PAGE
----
Typing system vs. Java

Alex Martelli aleaxit at yahoo.com
Tue Aug 14 23:26:43 CEST 2001

"Andy Freeman" <anamax at earthlink.net> wrote in message
news:8bbd9ac3.0108141204.1518e81c at posting.google.com...
> Moreover, it's not clear that language changes are required for
> speedups.  Alex has mentioned ways to significantly speed up dispatch,
> which happens to be one of the biggest opportunities for using type
> information to increase performance.  There's also type inference, which

And let's not forget Skip Montanaro's much more concrete proposed-PEP
for object-tracking (posted to Python-DEV, though briefly discussed here
today).  That one seems bright and beautiful to me, and much closer to
practical implementability than my own blue-sky babblings about

> While there's some work being done on python performance, it isn't getting
> nearly the attention that one would expect given the opportunities if
> performance really was a significant problem.  It's possible that Guido
> et al's priorities are completely wrong or that they don't see the
> opportunities, but ....

It seems to me that a very significant fraction of the restrictions that
appear to be due to fall upon Python in the near future are very much
motivated by performance "getting attention" -- we're going to lose a
portion of Python's dynamic abilities, and some of the remaining ones
will not be active by default any more, basically to ease optimization
tasks (and secondarily to protect "typical users" from potential errors
that, in my experience teaching Python and helping "typical users",
don't really happen -- accidentally changing a class's attribute or an
instance's class... I don't think I've ever seen that happen actually).

So much for Eckel's "Why I Love Python"... e.g. his arguments about
Python being superior to Java because of the "necessary for speed"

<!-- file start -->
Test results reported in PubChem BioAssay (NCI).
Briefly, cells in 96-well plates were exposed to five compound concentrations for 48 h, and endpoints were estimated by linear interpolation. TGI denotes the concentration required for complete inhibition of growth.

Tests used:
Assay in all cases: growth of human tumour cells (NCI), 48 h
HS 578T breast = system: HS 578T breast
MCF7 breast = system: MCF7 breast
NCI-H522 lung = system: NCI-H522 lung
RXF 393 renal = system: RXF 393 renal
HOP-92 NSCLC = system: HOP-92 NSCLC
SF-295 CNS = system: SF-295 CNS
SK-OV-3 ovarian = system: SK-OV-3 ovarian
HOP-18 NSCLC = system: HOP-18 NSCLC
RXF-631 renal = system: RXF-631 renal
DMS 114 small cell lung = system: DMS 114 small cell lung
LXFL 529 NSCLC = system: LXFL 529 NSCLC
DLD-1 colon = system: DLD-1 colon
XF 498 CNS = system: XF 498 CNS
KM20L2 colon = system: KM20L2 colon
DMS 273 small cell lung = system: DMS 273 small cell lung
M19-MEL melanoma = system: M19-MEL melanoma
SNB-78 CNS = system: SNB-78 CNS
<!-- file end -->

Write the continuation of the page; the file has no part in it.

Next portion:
type-awkwardness of the latter, while in Python speed is obtained
through an escape mechanism (extensions) while the language has
"no compromises: it's all about making me more productive".  I
find I'm naturally brought to speak about the Python I love (just
as much as Eckel does) in the past tense, even though the actual
fall of the axe is scheduled for the future -- 2.2 still leaves me
"classic classes" that are smoothly and seamlessly dynamic, it's
only for 3.0 that they're going to be yanked away, and even then,
if I'm lucky, I might get a backwards-compatibility metaclass so
I can keep playing in my sandbox, maybe... what's really very
frightening is the "performance getting attention" aspect -- and
the predictably-destructive backlash against some of the most
interesting, although, for now, peripheral, parts of the language.

(Even with the peripheral nature of these changes, I think they'll
still push us to more front-loaded gotta-foresee-all design and
against XP-ish just-in-time-design -- with a substantial negative
impact on overall productivity larger than the 'marginal' nature
of the affected areas would seem to justify).  Oh well, maybe I'm
just being pessimistic tonight.


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